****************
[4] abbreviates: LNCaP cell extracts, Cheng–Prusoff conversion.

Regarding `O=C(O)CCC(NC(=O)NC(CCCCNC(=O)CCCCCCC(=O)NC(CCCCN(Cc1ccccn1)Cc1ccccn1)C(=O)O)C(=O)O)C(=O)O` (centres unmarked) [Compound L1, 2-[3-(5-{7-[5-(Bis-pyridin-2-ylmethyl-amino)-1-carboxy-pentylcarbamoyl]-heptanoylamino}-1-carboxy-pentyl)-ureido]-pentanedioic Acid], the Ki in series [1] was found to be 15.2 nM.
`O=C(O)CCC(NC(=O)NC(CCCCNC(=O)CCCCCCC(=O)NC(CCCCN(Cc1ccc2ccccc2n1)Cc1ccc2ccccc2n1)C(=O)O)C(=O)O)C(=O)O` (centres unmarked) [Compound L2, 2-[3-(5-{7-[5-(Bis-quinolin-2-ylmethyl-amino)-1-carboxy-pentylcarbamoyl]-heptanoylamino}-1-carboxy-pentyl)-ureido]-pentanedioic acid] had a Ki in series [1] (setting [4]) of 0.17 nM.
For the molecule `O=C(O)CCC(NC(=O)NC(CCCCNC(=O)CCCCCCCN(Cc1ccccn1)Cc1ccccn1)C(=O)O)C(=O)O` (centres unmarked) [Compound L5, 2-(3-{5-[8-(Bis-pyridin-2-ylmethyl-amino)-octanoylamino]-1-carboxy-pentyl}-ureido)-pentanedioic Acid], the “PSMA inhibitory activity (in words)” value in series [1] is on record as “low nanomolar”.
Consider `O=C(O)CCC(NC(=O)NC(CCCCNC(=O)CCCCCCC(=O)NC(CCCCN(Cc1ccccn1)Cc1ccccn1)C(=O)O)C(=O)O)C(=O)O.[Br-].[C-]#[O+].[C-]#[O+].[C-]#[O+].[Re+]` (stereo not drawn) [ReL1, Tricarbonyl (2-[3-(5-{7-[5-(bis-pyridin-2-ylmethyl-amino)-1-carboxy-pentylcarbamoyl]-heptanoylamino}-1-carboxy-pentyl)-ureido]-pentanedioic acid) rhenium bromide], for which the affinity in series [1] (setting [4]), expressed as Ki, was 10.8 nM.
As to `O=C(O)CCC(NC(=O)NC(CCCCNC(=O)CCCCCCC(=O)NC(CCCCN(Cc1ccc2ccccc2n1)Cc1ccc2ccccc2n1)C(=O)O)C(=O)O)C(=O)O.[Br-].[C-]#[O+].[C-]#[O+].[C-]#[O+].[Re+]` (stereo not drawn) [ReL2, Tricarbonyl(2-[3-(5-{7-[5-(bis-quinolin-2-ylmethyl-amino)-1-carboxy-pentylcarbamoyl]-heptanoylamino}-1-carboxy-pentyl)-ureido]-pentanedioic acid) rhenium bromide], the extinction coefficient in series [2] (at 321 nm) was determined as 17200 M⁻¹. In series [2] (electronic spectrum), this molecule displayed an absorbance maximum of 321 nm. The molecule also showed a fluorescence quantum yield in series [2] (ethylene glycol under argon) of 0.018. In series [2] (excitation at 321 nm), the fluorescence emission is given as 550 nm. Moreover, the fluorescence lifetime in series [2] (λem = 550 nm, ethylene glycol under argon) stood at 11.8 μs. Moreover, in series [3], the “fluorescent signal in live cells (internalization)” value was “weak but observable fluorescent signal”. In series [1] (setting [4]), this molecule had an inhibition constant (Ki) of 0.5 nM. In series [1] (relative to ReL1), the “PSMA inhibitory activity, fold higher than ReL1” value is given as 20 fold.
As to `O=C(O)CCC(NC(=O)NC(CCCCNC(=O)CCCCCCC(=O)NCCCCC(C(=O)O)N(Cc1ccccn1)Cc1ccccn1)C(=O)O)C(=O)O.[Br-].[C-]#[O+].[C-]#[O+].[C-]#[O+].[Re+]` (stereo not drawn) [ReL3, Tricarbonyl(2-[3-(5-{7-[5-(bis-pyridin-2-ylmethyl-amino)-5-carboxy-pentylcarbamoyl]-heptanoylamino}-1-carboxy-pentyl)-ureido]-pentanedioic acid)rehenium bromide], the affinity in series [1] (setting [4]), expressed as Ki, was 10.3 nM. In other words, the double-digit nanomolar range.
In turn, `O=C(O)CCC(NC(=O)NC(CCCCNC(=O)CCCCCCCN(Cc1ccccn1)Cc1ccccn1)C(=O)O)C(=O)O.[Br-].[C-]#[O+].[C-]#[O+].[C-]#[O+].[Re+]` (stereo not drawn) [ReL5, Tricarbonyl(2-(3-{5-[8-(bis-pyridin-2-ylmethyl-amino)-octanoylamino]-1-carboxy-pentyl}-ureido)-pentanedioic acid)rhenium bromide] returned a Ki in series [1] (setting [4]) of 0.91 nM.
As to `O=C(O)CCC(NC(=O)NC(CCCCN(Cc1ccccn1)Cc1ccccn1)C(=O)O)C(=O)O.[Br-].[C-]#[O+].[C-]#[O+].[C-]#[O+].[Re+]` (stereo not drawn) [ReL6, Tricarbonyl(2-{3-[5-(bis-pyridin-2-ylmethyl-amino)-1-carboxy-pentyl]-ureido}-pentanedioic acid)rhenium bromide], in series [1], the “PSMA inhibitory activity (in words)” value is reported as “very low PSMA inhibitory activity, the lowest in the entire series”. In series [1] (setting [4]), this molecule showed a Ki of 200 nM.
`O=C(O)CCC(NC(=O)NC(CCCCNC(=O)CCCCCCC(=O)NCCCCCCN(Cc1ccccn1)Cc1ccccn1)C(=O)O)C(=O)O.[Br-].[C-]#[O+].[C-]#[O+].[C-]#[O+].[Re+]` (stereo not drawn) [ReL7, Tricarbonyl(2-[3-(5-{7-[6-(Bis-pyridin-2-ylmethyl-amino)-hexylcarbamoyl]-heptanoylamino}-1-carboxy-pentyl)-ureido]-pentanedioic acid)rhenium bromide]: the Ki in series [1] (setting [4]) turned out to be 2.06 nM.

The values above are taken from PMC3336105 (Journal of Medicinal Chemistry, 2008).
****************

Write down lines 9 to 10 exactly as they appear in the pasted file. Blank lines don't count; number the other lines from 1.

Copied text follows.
As to `O=C(O)CCC(NC(=O)NC(CCCCN(Cc1ccccn1)Cc1ccccn1)C(=O)O)C(=O)O.[Br-].[C-]#[O+].[C-]#[O+].[C-]#[O+].[Re+]` (stereo not drawn) [ReL6, Tricarbonyl(2-{3-[5-(bis-pyridin-2-ylmethyl-amino)-1-carboxy-pentyl]-ureido}-pentanedioic acid)rhenium bromide], in series [1], the “PSMA inhibitory activity (in words)” value is reported as “very low PSMA inhibitory activity, the lowest in the entire series”. In series [1] (setting [4]), this molecule showed a Ki of 200 nM.
`O=C(O)CCC(NC(=O)NC(CCCCNC(=O)CCCCCCC(=O)NCCCCCCN(Cc1ccccn1)Cc1ccccn1)C(=O)O)C(=O)O.[Br-].[C-]#[O+].[C-]#[O+].[C-]#[O+].[Re+]` (stereo not drawn) [ReL7, Tricarbonyl(2-[3-(5-{7-[6-(Bis-pyridin-2-ylmethyl-amino)-hexylcarbamoyl]-heptanoylamino}-1-carboxy-pentyl)-ureido]-pentanedioic acid)rhenium bromide]: the Ki in series [1] (setting [4]) turned out to be 2.06 nM.